Is healing an option to aid sustainable healthcare futures?
Healing is an inexpensive, low-tech intervention. Some healing practices involve the therapist touching their clients, but many do not.
A new meta-analysis of non-contact healing on non- humans finds evidence that they have beneficial effects. Many practitioners of healing believe that focused attention with good intention is its main ‘ingredient’. Could ‘healing intention’ be why some healthcare practitioners achieve better results than others? Might ‘healing’ be part of a sustainable healthcare future?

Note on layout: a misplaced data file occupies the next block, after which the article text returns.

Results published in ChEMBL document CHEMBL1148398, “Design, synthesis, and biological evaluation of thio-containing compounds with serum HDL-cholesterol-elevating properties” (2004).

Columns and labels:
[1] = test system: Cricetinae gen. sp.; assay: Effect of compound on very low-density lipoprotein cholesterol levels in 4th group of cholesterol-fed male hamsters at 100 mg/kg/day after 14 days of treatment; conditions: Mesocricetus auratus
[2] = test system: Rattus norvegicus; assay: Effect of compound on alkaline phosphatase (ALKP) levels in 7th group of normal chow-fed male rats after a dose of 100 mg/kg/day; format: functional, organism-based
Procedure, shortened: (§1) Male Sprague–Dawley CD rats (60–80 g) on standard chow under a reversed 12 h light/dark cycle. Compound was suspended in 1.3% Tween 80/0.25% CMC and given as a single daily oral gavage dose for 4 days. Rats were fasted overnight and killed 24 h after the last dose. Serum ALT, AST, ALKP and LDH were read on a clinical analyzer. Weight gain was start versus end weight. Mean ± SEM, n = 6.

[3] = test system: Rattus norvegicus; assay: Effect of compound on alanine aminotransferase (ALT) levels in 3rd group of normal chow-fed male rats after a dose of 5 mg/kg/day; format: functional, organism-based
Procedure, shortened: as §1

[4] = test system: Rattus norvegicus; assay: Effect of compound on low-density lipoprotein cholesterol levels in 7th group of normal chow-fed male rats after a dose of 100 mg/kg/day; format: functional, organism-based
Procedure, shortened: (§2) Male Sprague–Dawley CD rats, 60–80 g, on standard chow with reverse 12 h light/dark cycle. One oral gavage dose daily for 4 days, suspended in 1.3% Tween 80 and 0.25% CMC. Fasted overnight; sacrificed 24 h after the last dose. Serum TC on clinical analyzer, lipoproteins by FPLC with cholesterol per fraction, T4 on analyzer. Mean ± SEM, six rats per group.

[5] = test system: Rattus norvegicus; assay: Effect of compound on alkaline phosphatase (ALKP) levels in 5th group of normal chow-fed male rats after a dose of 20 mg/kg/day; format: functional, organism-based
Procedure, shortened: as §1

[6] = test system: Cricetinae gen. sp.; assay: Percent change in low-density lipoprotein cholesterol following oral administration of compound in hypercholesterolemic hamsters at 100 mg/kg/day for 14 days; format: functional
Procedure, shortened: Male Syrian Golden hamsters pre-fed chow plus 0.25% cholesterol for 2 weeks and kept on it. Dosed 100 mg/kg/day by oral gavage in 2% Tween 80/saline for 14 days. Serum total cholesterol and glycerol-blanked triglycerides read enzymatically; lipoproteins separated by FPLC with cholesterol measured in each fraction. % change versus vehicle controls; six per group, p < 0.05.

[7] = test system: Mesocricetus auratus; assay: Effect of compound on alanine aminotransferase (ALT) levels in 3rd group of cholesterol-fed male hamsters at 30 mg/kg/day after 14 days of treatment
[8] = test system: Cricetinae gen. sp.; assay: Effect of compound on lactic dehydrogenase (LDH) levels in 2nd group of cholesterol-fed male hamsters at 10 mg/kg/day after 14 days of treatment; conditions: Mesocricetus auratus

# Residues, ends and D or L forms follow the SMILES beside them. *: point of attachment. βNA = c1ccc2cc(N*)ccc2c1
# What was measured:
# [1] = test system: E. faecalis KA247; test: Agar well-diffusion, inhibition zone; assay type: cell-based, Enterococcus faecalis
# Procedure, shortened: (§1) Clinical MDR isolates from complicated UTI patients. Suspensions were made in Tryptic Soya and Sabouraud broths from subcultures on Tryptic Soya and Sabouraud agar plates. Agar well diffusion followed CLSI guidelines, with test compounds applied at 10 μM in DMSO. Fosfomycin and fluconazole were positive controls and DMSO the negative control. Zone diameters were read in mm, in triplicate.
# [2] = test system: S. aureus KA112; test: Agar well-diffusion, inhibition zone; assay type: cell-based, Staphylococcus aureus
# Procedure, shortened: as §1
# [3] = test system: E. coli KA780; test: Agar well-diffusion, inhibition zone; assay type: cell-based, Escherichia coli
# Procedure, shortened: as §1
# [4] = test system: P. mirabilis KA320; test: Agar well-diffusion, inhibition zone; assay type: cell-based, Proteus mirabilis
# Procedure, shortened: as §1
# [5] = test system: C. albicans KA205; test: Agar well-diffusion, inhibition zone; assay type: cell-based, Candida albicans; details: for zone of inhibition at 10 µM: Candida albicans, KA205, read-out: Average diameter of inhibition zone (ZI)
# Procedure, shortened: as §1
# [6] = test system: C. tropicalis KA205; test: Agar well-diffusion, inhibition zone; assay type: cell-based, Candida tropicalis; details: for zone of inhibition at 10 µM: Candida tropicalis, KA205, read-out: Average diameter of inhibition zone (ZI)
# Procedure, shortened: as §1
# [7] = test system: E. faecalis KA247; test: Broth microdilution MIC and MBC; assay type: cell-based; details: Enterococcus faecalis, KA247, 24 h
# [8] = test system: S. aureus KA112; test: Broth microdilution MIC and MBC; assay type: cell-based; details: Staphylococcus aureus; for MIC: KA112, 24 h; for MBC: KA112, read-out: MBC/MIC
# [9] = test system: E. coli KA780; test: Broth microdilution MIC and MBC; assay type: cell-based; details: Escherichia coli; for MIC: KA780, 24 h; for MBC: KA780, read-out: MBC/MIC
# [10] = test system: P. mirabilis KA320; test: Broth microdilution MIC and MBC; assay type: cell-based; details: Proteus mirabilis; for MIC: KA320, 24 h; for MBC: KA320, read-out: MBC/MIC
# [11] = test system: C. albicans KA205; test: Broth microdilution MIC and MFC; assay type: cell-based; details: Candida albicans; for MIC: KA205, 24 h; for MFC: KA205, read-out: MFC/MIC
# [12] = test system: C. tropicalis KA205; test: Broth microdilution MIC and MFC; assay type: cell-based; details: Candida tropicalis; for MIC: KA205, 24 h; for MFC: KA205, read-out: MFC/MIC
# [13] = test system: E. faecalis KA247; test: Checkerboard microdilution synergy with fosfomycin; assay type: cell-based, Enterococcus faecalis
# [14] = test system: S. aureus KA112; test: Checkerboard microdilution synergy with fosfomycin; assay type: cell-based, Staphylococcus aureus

It is becoming ever more apparent that the current model of healthcare delivery within developed countries is not sustainable. There are at least two major problems: the continuing development of expensive, high- technology approaches to diagnosis and treatment, which are putting an unsustainable economic burden on healthcare organisations (Costa-Fond and Courbage 2009); and the rapidly increasing carbon footprint of modern healthcare delivery systems, resulting in an unsustainable burden on the planet (Limb 2014). Many possible answers to these problems are being considered by medical bodies including the British Medical Association (see http://bma.org.uk/ working-for- change/international-affairs/climate- change ). In addition, politicians are turning their attention to prevention, and are trying to move the responsibility for maintaining good health away from healthcare workers, and back to individuals and communities.